Strange days - These are strange times. Nothing is exactly what is seems; Columbia University economist Joseph Stiglitz has been critical of the monetary expansions in the US and Japan and in Europe. He sees little way that QE will work. It will not work by lowering US interest rates. Lower US interest rates have merely resulted in the rich getting richer. Banks, for credit reasons, are redlining most of the needy homeowners. Cash rich Microsoft raised cheap bond money to engage in share buy-backs and now the Yankee bond market is lit up like a Christmas tree on December 25th with foreign buyers flocking in for that cheap money. How does that help the US economy? Answer: It does not. It is hurting the dollar.

Love the one you're with? - Since fiscal policy is being held in a straight jacket globally the push for growth is being funneled through central banks and this is a great monetary mystery. So far inflation expectations are low and long term interest rates are still low along with them. But the tanking dollar will change all that. The tanking dollar is pressuring the euro higher and at some point Germany's neat export-led game will come to an end as its exporters will compete with a too-cheap dollar. At that point will Germany back off on austerity are give way to weaker growth? It will probably forsake growth.

War! What is it good for? The IMF is warning about this currency game. But no one is taking action. The US and others have pressured China which is digging its heels in even as it says it intends to push for more 'stable' growth and will develop domestic demand. China is the original keep-your-currency-cheap country. Will it really shift emphasis to domestic demand? Or is this a Chinese promise with the potential to satisfy the taste buds but not the stomach? China continues to play masterful politics; it is pledging to use some of its vast exchange reserves (acquired through its cheap currency policy) to help Greece.

More confusing than derivatives - I think this whole situation is so complex we need a grand chess master to keep track or who is in front and who has the advantage. This is not tennis where the scoring is clear, but the ball is being hit back and forth with great fury and pace.

How could this not end badly? For now stock markets seem to like 'all this' but they are not advancing on trends that are fundamentally sound. The P/E levels do not seem stretched but they could get here and all you need is a real whiff of inflation to send interest rates higher and make the P/E-to-interest rate comparison a bigger challenge for stocks. The problem for the US – or the conundrum- is that the US exports are too small to carry growth in GDP. But the damage that a weaker dollar can do to other economics is still palpable. Cutting US imports could be more productive. But imports are more from China where the FX effect is largely absent. Germany is very dependent on exports but these will slow as the euro rises. It is domestic demand that is lacking in the world: what is scarce is domestic demand. With fiscal policy squeezing demand on a global scale and too much emphasis placed on monetary policy to put it back, how could this not end badly?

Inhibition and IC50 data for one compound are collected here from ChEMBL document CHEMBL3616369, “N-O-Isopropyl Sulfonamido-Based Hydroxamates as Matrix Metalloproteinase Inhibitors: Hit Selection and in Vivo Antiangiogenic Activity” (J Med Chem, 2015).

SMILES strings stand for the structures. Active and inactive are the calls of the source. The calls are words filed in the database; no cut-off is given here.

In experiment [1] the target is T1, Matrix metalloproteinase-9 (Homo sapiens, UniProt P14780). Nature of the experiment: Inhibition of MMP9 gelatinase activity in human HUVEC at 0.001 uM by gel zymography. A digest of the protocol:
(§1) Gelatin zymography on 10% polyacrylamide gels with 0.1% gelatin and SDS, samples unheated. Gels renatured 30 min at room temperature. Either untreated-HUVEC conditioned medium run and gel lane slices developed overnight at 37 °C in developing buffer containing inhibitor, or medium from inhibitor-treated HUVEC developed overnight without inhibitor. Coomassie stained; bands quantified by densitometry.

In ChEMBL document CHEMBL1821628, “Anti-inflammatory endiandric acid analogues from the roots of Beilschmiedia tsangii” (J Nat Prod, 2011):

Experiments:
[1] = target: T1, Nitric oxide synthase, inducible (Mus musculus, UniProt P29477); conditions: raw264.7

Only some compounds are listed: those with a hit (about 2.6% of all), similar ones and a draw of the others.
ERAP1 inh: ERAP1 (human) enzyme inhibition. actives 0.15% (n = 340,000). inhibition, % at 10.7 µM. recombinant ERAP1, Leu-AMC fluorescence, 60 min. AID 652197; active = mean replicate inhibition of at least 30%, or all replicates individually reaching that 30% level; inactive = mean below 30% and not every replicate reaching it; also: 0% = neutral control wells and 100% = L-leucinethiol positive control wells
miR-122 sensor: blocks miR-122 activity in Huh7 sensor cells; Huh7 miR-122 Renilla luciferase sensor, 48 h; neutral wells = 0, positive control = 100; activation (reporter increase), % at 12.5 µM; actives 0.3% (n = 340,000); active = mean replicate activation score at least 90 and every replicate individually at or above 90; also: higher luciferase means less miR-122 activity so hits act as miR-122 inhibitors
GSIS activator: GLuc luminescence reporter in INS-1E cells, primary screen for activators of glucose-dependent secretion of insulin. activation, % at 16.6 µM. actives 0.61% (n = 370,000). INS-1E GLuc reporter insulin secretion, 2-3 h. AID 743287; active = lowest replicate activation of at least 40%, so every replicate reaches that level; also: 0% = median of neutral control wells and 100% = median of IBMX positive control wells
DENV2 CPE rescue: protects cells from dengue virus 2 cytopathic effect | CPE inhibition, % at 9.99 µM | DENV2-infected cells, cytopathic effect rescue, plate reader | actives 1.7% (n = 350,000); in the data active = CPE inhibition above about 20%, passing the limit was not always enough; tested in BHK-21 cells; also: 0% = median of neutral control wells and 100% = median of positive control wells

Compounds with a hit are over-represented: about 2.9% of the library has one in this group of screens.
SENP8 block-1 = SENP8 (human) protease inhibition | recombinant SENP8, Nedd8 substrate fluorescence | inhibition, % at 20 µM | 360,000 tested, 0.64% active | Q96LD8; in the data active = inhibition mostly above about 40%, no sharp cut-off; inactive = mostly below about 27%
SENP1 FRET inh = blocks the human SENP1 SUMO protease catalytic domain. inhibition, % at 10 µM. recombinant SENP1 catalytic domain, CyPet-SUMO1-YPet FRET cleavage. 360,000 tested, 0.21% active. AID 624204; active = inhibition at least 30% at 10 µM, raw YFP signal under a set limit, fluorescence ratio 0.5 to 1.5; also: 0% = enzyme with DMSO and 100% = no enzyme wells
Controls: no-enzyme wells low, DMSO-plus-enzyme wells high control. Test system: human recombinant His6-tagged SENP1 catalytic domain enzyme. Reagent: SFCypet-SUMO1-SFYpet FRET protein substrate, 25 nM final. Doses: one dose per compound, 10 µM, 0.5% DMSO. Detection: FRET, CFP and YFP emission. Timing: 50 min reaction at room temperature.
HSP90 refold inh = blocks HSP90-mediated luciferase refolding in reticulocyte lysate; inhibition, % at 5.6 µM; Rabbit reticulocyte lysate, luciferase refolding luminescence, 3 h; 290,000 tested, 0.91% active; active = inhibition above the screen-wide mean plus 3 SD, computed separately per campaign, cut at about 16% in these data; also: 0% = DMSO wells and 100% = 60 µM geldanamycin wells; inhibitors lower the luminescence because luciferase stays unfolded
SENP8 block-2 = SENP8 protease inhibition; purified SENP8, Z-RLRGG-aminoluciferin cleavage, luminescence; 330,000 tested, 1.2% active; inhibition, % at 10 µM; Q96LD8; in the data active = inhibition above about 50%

German Orders and Sales By Sector and Origin
Real and SA % M/M % Saar
  Aug-10 Jul-10 Jun-10 3MO 6Mo 12Mo YrAgo QTR-2-Date
Total Orders 3.4% -1.6% 3.6% 23.9% 11.3% 21.2% -20.9% 12.3%
Foreign 6.6% -3.0% 6.6% 47.7% 21.5% 30.0% -24.1% 24.0%
Domestic -0.5% 0.2% 0.1% -0.8% -0.4% 11.1% -16.9% -0.7%
Real Sector Sales
MFG/Mining 1.8% -0.6% -0.5% 2.8% 1.4% 10.9% -18.5% 4.8%
 Consumer -2.4% 1.1% -0.2% -5.7% -2.9% 0.4% -8.8% 1.3%
 Cons Durables -3.9% 3.2% -1.2% -7.7% -3.9% 8.7% -21.6% 11.1%
 Cons Non-Durable -2.0% 0.7% 0.0% -4.9% -2.5% -0.7% -6.6% -0.1%
Captial Gds 3.8% -2.5% -0.7% 2.4% 1.2% 13.5% -24.3% 2.6%
Intermediate Gds 1.3% 1.4% -0.7% 7.9% 3.9% 13.9% -16.3% 10.6%
All MFG-Sales 1.8% -0.6% -0.4% 3.2% 1.6% 11.0% -18.4% 5.2%